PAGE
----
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St. Petersburg Coastal and Marine Science Center > Barrier Island Evolution > Research > Geologic Analysis

Barrier Island Evolution

Research - Geologic Analysis

Sediment cores collected during the early part of 2012 show gradual increase in organic matter and porosity, decrease in bulk density upcore, which reflect longer term fair-weather deposition.
Sediment cores collected during the early part of 2012 show gradual increase in organic matter (OM) and porosity, decrease in bulk density upcore, which reflect longer term fair-weather deposition. Following Hurricane Isaac, sediment cores have sharp contacts of low OM and porosity and high bulk density reflecting the denser and presumably sandier, sediment transported across the island by overwash and/or breaching processes. [larger version]

Geomorphic series of the Chandeleur Islands, Louisiana, depicting nearshore digital elevation models (50 m x 50 m) of merged single-beam and interferometric sonar soundings for the years 2011, 2012, 2013, and 2015 (small, focused survey with interferometric only).
Geomorphic series of the Chandeleur Islands, Louisiana, depicting nearshore digital elevation models (50 m x 50 m) of merged single-beam and interferometric sonar soundings for the years 2011, 2012, 2013, and 2015 (small, focused survey with interferometric only). [larger version]

Geologic variability (changes in stratigraphy, modern sediment distribution and composition, and morphology) has long been associated with barrier island evolution over centennial and millennial time scales. However, the relative importance of geologic variability over shorter time scales (days to years) remains poorly understood.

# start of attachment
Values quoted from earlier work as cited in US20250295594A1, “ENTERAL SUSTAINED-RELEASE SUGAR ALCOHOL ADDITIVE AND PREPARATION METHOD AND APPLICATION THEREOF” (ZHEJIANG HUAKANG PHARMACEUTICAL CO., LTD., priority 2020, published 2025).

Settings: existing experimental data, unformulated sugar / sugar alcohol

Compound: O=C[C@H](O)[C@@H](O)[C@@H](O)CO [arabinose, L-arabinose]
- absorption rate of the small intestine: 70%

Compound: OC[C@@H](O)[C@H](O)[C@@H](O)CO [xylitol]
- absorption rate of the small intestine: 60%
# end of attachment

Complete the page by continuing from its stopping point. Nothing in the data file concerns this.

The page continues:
Regional-scale research, while helpful for establishing the geologic framework in which barrier islands evolve, lacks the finer-scale resolution necessary for addressing seasonal and interannual system response. Furthermore, models of morphologic evolution are often ill equipped to incorporate the complexity of natural geologic variability and often assume uniformity in sediment distribution, composition, and availability that may not exist. This leads to results that may not be consistent with observations.

In order to address medium-term relationships between geologic variability and storm and non-storm processes, high-resolution information from highly dynamic areas of the nearshore, surf zone, and back-barrier must be obtained, and observed geologic variability must be suitably parameterized for integration with predictive models. Quantifying changes in morphology and sediment distribution over short time scales will demonstrate how geologic variability influences medium-term barrier island response and near-term barrier island trajectories and help to refine sedimentological boundary conditions for morphologic evolution models.

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